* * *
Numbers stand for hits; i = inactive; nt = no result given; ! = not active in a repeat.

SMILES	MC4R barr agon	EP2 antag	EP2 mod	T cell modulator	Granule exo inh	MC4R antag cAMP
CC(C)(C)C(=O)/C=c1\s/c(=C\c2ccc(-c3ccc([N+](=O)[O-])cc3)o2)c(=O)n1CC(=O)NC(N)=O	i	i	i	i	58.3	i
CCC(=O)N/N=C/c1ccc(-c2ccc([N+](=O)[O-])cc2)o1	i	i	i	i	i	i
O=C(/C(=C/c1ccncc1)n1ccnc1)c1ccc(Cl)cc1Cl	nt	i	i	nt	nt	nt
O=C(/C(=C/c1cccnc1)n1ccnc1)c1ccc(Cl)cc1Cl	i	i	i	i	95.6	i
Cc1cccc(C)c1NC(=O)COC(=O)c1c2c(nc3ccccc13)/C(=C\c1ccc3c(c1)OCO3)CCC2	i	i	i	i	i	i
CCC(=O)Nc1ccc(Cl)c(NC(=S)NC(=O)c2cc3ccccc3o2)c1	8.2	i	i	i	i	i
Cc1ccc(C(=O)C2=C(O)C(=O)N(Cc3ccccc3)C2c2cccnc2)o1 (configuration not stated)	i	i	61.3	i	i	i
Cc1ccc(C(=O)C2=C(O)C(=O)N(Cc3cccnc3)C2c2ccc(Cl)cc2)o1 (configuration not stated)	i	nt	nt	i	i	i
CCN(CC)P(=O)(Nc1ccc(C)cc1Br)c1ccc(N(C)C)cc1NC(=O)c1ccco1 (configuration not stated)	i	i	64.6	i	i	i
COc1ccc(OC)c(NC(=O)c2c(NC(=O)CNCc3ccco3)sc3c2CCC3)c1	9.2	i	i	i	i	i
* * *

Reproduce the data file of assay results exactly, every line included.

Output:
Numbers stand for hits; i = inactive; nt = no result given; ! = not active in a repeat.

SMILES	MC4R barr agon	EP2 antag	EP2 mod	T cell modulator	Granule exo inh	MC4R antag cAMP
CC(C)(C)C(=O)/C=c1\s/c(=C\c2ccc(-c3ccc([N+](=O)[O-])cc3)o2)c(=O)n1CC(=O)NC(N)=O	i	i	i	i	58.3	i
CCC(=O)N/N=C/c1ccc(-c2ccc([N+](=O)[O-])cc2)o1	i	i	i	i	i	i
O=C(/C(=C/c1ccncc1)n1ccnc1)c1ccc(Cl)cc1Cl	nt	i	i	nt	nt	nt
O=C(/C(=C/c1cccnc1)n1ccnc1)c1ccc(Cl)cc1Cl	i	i	i	i	95.6	i
Cc1cccc(C)c1NC(=O)COC(=O)c1c2c(nc3ccccc13)/C(=C\c1ccc3c(c1)OCO3)CCC2	i	i	i	i	i	i
CCC(=O)Nc1ccc(Cl)c(NC(=S)NC(=O)c2cc3ccccc3o2)c1	8.2	i	i	i	i	i
Cc1ccc(C(=O)C2=C(O)C(=O)N(Cc3ccccc3)C2c2cccnc2)o1 (configuration not stated)	i	i	61.3	i	i	i
Cc1ccc(C(=O)C2=C(O)C(=O)N(Cc3cccnc3)C2c2ccc(Cl)cc2)o1 (configuration not stated)	i	nt	nt	i	i	i
CCN(CC)P(=O)(Nc1ccc(C)cc1Br)c1ccc(N(C)C)cc1NC(=O)c1ccco1 (configuration not stated)	i	i	64.6	i	i	i
COc1ccc(OC)c(NC(=O)c2c(NC(=O)CNCc3ccco3)sc3c2CCC3)c1	9.2	i	i	i	i	i